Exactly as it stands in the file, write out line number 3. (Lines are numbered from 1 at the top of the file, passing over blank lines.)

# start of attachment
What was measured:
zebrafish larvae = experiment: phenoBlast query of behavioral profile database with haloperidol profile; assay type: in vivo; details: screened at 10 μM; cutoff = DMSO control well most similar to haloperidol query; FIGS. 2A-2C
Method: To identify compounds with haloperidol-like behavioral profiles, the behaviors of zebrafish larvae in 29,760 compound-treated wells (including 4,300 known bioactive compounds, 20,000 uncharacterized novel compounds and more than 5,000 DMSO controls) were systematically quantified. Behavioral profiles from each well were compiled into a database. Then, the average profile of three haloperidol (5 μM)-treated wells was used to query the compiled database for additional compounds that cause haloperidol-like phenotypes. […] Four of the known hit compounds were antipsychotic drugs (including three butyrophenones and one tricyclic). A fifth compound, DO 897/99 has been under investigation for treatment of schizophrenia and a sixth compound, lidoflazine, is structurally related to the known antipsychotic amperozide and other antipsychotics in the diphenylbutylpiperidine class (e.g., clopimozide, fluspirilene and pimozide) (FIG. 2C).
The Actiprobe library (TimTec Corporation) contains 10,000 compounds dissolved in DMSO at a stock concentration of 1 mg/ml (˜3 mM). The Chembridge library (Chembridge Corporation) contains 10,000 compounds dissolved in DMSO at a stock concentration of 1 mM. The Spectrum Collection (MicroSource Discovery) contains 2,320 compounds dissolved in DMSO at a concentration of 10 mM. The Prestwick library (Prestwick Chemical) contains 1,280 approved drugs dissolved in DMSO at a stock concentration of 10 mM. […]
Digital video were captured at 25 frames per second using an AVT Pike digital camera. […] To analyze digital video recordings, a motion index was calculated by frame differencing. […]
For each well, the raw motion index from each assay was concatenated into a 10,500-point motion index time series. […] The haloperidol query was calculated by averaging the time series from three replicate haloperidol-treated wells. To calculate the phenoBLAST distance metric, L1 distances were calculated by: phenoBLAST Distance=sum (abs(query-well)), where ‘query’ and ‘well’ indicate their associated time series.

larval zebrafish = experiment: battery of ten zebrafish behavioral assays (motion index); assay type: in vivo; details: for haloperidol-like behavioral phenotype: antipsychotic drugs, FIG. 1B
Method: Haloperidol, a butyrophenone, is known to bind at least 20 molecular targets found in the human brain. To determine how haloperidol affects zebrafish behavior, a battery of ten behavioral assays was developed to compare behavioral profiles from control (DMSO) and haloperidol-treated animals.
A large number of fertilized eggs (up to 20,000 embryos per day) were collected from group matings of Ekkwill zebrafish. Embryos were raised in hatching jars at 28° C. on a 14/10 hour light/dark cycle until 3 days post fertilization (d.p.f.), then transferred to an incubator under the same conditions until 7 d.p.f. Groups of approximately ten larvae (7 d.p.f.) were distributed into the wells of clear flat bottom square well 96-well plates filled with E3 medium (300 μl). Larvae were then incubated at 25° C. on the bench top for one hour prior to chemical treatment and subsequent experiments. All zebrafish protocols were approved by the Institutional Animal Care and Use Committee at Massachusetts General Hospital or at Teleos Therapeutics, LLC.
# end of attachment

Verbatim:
Method: To identify compounds with haloperidol-like behavioral profiles, the behaviors of zebrafish larvae in 29,760 compound-treated wells (including 4,300 known bioactive compounds, 20,000 uncharacterized novel compounds and more than 5,000 DMSO controls) were systematically quantified. Behavioral profiles from each well were compiled into a database. Then, the average profile of three haloperidol (5 μM)-treated wells was used to query the compiled database for additional compounds that cause haloperidol-like phenotypes. […] Four of the known hit compounds were antipsychotic drugs (including three butyrophenones and one tricyclic). A fifth compound, DO 897/99 has been under investigation for treatment of schizophrenia and a sixth compound, lidoflazine, is structurally related to the known antipsychotic amperozide and other antipsychotics in the diphenylbutylpiperidine class (e.g., clopimozide, fluspirilene and pimozide) (FIG. 2C).